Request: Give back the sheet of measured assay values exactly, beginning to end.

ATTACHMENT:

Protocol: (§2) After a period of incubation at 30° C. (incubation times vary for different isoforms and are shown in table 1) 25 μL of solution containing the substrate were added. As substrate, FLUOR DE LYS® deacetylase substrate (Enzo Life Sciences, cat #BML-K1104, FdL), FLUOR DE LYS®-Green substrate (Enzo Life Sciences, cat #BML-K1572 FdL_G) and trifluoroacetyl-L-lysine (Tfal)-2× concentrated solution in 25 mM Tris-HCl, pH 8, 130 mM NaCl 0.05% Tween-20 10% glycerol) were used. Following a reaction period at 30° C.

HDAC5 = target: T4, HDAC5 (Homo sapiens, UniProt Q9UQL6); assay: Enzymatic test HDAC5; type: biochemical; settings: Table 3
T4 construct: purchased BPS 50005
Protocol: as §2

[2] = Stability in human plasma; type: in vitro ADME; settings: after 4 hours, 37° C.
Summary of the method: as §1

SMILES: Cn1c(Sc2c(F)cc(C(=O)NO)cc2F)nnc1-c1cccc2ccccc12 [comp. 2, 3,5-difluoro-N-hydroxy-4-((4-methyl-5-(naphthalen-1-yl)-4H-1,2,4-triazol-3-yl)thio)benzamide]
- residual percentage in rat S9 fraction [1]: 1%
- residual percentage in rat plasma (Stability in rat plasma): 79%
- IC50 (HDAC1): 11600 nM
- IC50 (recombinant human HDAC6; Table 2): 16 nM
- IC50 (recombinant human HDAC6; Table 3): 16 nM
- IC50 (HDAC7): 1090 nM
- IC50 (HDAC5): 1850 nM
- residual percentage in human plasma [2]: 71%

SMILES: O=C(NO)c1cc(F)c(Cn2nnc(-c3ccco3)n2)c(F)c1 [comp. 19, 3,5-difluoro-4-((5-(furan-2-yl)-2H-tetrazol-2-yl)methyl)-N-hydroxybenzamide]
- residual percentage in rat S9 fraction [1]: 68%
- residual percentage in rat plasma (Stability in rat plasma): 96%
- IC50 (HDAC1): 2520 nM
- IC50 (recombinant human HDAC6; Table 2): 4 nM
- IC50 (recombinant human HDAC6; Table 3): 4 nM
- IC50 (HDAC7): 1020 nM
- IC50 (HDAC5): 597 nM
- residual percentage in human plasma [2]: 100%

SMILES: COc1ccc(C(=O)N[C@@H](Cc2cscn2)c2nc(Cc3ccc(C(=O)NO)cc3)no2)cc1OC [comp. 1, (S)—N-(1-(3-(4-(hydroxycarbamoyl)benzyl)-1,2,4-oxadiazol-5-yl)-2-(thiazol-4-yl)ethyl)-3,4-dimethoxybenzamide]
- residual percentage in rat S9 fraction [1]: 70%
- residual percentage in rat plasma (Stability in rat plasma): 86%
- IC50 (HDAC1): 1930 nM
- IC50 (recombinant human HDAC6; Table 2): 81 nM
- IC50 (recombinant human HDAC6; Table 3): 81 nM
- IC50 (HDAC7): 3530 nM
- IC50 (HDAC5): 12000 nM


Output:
Protocol: (§2) After a period of incubation at 30° C. (incubation times vary for different isoforms and are shown in table 1) 25 μL of solution containing the substrate were added. As substrate, FLUOR DE LYS® deacetylase substrate (Enzo Life Sciences, cat #BML-K1104, FdL), FLUOR DE LYS®-Green substrate (Enzo Life Sciences, cat #BML-K1572 FdL_G) and trifluoroacetyl-L-lysine (Tfal)-2× concentrated solution in 25 mM Tris-HCl, pH 8, 130 mM NaCl 0.05% Tween-20 10% glycerol) were used. Following a reaction period at 30° C.

HDAC5 = target: T4, HDAC5 (Homo sapiens, UniProt Q9UQL6); assay: Enzymatic test HDAC5; type: biochemical; settings: Table 3
T4 construct: purchased BPS 50005
Protocol: as §2

[2] = Stability in human plasma; type: in vitro ADME; settings: after 4 hours, 37° C.
Summary of the method: as §1

SMILES: Cn1c(Sc2c(F)cc(C(=O)NO)cc2F)nnc1-c1cccc2ccccc12 [comp. 2, 3,5-difluoro-N-hydroxy-4-((4-methyl-5-(naphthalen-1-yl)-4H-1,2,4-triazol-3-yl)thio)benzamide]
- residual percentage in rat S9 fraction [1]: 1%
- residual percentage in rat plasma (Stability in rat plasma): 79%
- IC50 (HDAC1): 11600 nM
- IC50 (recombinant human HDAC6; Table 2): 16 nM
- IC50 (recombinant human HDAC6; Table 3): 16 nM
- IC50 (HDAC7): 1090 nM
- IC50 (HDAC5): 1850 nM
- residual percentage in human plasma [2]: 71%

SMILES: O=C(NO)c1cc(F)c(Cn2nnc(-c3ccco3)n2)c(F)c1 [comp. 19, 3,5-difluoro-4-((5-(furan-2-yl)-2H-tetrazol-2-yl)methyl)-N-hydroxybenzamide]
- residual percentage in rat S9 fraction [1]: 68%
- residual percentage in rat plasma (Stability in rat plasma): 96%
- IC50 (HDAC1): 2520 nM
- IC50 (recombinant human HDAC6; Table 2): 4 nM
- IC50 (recombinant human HDAC6; Table 3): 4 nM
- IC50 (HDAC7): 1020 nM
- IC50 (HDAC5): 597 nM
- residual percentage in human plasma [2]: 100%

SMILES: COc1ccc(C(=O)N[C@@H](Cc2cscn2)c2nc(Cc3ccc(C(=O)NO)cc3)no2)cc1OC [comp. 1, (S)—N-(1-(3-(4-(hydroxycarbamoyl)benzyl)-1,2,4-oxadiazol-5-yl)-2-(thiazol-4-yl)ethyl)-3,4-dimethoxybenzamide]
- residual percentage in rat S9 fraction [1]: 70%
- residual percentage in rat plasma (Stability in rat plasma): 86%
- IC50 (HDAC1): 1930 nM
- IC50 (recombinant human HDAC6; Table 2): 81 nM
- IC50 (recombinant human HDAC6; Table 3): 81 nM
- IC50 (HDAC7): 3530 nM
- IC50 (HDAC5): 12000 nM